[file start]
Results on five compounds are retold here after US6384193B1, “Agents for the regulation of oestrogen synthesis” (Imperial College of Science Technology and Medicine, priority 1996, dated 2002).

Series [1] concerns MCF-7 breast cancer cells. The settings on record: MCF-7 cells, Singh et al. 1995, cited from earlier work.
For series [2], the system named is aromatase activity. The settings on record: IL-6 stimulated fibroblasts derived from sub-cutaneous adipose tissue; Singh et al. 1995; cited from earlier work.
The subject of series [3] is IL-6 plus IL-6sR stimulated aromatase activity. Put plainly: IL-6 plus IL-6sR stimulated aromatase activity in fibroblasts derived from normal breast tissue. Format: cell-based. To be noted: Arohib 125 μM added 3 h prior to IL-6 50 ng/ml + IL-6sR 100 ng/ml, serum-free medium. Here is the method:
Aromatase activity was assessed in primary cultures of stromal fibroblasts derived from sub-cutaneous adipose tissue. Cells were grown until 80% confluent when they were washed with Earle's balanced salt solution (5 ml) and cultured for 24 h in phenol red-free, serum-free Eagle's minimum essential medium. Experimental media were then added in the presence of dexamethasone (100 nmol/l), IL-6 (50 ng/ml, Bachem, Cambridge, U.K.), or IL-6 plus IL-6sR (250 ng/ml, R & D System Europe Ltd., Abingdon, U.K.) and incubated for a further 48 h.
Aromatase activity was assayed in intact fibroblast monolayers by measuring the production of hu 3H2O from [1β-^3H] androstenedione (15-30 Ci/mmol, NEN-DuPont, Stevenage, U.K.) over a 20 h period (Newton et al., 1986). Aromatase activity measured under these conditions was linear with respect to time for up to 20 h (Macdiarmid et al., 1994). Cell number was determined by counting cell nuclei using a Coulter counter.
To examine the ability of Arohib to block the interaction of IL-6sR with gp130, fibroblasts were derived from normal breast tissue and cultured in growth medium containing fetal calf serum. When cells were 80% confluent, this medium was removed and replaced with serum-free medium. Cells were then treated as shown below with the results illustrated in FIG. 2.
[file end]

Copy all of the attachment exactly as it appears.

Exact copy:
Results on five compounds are retold here after US6384193B1, “Agents for the regulation of oestrogen synthesis” (Imperial College of Science Technology and Medicine, priority 1996, dated 2002).

Series [1] concerns MCF-7 breast cancer cells. The settings on record: MCF-7 cells, Singh et al. 1995, cited from earlier work.
For series [2], the system named is aromatase activity. The settings on record: IL-6 stimulated fibroblasts derived from sub-cutaneous adipose tissue; Singh et al. 1995; cited from earlier work.
The subject of series [3] is IL-6 plus IL-6sR stimulated aromatase activity. Put plainly: IL-6 plus IL-6sR stimulated aromatase activity in fibroblasts derived from normal breast tissue. Format: cell-based. To be noted: Arohib 125 μM added 3 h prior to IL-6 50 ng/ml + IL-6sR 100 ng/ml, serum-free medium. Here is the method:
Aromatase activity was assessed in primary cultures of stromal fibroblasts derived from sub-cutaneous adipose tissue. Cells were grown until 80% confluent when they were washed with Earle's balanced salt solution (5 ml) and cultured for 24 h in phenol red-free, serum-free Eagle's minimum essential medium. Experimental media were then added in the presence of dexamethasone (100 nmol/l), IL-6 (50 ng/ml, Bachem, Cambridge, U.K.), or IL-6 plus IL-6sR (250 ng/ml, R & D System Europe Ltd., Abingdon, U.K.) and incubated for a further 48 h.
Aromatase activity was assayed in intact fibroblast monolayers by measuring the production of hu 3H2O from [1β-^3H] androstenedione (15-30 Ci/mmol, NEN-DuPont, Stevenage, U.K.) over a 20 h period (Newton et al., 1986). Aromatase activity measured under these conditions was linear with respect to time for up to 20 h (Macdiarmid et al., 1994). Cell number was determined by counting cell nuclei using a Coulter counter.
To examine the ability of Arohib to block the interaction of IL-6sR with gp130, fibroblasts were derived from normal breast tissue and cultured in growth medium containing fetal calf serum. When cells were 80% confluent, this medium was removed and replaced with serum-free medium. Cells were then treated as shown below with the results illustrated in FIG. 2.